CARTHAGE — Having an inadequate water source, the village of Copenhagen is in negotiations with the Carthage-West Carthage Water Filtration Utility Management Board to find a remedy.
During the filtration board’s meeting Aug. 21, Carthage village president G. Wayne McIlroy said the municipal leaders of the three villages would be meeting next week to see if an agreement could be reached. Since the situation is in negotiations, Mr. McIlroy was unable to give precise details but said Copenhagen used about 60,000 gallons of water per day.
“We may supply all of their water, go on a needs basis or be used as a backup,” said Mr. McIlroy. “The Department of Health is requiring them to do something.”
In 2016, Copenhagen experienced historically low water levels in the village’s three wells off Stoddard Road and had to issue emergency conservation orders.
During that summer, the area experienced drought conditions. At the time, then Copenhagen Mayor Scott L. Alexander said the village’s three operational wells had “excellent” water levels until July, when drought conditions began to take hold. Two were depleted to almost nothing over the summer. The third went from producing 300 gallons a minute to a rate of 55 gallons per minute.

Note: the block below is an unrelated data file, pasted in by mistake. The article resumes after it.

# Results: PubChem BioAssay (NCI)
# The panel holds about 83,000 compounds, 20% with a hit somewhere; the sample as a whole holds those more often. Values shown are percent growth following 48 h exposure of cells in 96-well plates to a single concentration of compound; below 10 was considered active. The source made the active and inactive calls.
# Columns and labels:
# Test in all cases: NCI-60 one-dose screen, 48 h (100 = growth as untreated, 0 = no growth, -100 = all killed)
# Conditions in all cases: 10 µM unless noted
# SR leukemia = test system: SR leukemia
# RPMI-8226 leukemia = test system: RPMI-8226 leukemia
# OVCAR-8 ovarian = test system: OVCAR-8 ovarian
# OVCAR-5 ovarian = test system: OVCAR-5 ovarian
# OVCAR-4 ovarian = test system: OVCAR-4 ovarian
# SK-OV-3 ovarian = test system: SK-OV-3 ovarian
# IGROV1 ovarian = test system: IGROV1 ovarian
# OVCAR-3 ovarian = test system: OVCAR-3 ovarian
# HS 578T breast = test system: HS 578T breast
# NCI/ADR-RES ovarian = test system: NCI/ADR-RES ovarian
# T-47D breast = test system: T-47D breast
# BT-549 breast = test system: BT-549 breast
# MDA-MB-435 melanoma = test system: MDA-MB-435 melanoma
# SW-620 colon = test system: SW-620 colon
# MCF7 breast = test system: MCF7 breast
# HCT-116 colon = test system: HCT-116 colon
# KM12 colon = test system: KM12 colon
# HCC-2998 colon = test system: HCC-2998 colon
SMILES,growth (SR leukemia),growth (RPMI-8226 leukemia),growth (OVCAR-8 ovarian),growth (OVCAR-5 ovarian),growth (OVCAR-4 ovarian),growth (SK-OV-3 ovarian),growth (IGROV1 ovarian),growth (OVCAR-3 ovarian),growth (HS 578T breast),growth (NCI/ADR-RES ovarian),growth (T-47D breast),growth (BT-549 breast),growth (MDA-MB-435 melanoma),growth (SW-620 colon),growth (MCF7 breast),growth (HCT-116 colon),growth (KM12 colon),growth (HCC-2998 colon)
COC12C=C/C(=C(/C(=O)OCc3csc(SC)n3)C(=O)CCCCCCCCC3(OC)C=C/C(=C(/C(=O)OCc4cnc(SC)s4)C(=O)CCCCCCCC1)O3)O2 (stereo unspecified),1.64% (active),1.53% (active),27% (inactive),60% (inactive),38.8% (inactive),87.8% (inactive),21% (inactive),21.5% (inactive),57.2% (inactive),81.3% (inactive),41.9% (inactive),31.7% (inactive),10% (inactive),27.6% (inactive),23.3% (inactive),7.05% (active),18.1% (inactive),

To remedy the situation at that time, Copenhagen purchased water from the Carthage-West Carthage system at a rate of $200 per truckload.
The trucked water was used to fill the village’s water tank in order to take the pressure off the one operating well.
In 2010, Copenhagen completed a $3 million project that developed new wells off Stoddard Road in the town of Denmark and upgraded water lines.